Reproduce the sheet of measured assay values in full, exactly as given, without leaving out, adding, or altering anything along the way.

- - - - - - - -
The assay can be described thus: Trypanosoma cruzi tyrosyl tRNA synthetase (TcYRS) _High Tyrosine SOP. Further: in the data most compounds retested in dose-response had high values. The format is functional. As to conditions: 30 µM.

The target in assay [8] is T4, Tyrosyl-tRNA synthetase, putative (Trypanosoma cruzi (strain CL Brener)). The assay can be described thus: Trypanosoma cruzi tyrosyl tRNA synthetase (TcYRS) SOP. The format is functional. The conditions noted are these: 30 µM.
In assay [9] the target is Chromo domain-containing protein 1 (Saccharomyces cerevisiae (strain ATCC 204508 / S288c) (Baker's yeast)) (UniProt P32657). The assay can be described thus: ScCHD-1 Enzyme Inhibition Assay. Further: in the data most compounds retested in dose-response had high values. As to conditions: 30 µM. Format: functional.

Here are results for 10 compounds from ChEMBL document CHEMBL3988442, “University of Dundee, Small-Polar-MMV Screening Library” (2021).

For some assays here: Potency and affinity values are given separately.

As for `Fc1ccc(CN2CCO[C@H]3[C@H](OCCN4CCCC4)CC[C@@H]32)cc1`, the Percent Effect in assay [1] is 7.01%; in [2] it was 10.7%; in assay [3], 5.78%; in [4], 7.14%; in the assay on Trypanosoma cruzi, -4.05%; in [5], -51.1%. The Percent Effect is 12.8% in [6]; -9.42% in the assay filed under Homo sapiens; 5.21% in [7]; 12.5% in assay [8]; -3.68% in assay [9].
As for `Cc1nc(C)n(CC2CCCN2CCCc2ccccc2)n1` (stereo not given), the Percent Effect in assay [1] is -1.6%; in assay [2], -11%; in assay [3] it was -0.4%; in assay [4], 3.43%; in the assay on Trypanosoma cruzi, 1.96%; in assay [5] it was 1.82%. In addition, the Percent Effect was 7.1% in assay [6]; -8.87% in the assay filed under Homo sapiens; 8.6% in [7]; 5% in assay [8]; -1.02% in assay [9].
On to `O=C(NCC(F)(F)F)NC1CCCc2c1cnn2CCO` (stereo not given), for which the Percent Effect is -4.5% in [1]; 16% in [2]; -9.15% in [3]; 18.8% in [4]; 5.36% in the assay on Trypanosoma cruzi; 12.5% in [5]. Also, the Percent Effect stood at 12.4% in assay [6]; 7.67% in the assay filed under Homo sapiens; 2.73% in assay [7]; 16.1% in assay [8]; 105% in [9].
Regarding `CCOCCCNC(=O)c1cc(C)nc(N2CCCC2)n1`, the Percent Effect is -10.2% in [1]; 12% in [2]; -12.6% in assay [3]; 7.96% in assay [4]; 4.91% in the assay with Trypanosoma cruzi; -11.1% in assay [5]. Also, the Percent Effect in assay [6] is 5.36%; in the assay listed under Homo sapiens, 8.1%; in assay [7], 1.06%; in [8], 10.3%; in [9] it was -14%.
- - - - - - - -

The assay can be described thus: Trypanosoma cruzi tyrosyl tRNA synthetase (TcYRS) _High Tyrosine SOP. Further: in the data most compounds retested in dose-response had high values. The format is functional. As to conditions: 30 µM.

The target in assay [8] is T4, Tyrosyl-tRNA synthetase, putative (Trypanosoma cruzi (strain CL Brener)). The assay can be described thus: Trypanosoma cruzi tyrosyl tRNA synthetase (TcYRS) SOP. The format is functional. The conditions noted are these: 30 µM.
In assay [9] the target is Chromo domain-containing protein 1 (Saccharomyces cerevisiae (strain ATCC 204508 / S288c) (Baker's yeast)) (UniProt P32657). The assay can be described thus: ScCHD-1 Enzyme Inhibition Assay. Further: in the data most compounds retested in dose-response had high values. As to conditions: 30 µM. Format: functional.

Here are results for 10 compounds from ChEMBL document CHEMBL3988442, “University of Dundee, Small-Polar-MMV Screening Library” (2021).

For some assays here: Potency and affinity values are given separately.

As for `Fc1ccc(CN2CCO[C@H]3[C@H](OCCN4CCCC4)CC[C@@H]32)cc1`, the Percent Effect in assay [1] is 7.01%; in [2] it was 10.7%; in assay [3], 5.78%; in [4], 7.14%; in the assay on Trypanosoma cruzi, -4.05%; in [5], -51.1%. The Percent Effect is 12.8% in [6]; -9.42% in the assay filed under Homo sapiens; 5.21% in [7]; 12.5% in assay [8]; -3.68% in assay [9].
As for `Cc1nc(C)n(CC2CCCN2CCCc2ccccc2)n1` (stereo not given), the Percent Effect in assay [1] is -1.6%; in assay [2], -11%; in assay [3] it was -0.4%; in assay [4], 3.43%; in the assay on Trypanosoma cruzi, 1.96%; in assay [5] it was 1.82%. In addition, the Percent Effect was 7.1% in assay [6]; -8.87% in the assay filed under Homo sapiens; 8.6% in [7]; 5% in assay [8]; -1.02% in assay [9].
On to `O=C(NCC(F)(F)F)NC1CCCc2c1cnn2CCO` (stereo not given), for which the Percent Effect is -4.5% in [1]; 16% in [2]; -9.15% in [3]; 18.8% in [4]; 5.36% in the assay on Trypanosoma cruzi; 12.5% in [5]. Also, the Percent Effect stood at 12.4% in assay [6]; 7.67% in the assay filed under Homo sapiens; 2.73% in assay [7]; 16.1% in assay [8]; 105% in [9].
Regarding `CCOCCCNC(=O)c1cc(C)nc(N2CCCC2)n1`, the Percent Effect is -10.2% in [1]; 12% in [2]; -12.6% in assay [3]; 7.96% in assay [4]; 4.91% in the assay with Trypanosoma cruzi; -11.1% in assay [5]. Also, the Percent Effect in assay [6] is 5.36%; in the assay listed under Homo sapiens, 8.1%; in assay [7], 1.06%; in [8], 10.3%; in [9] it was -14%.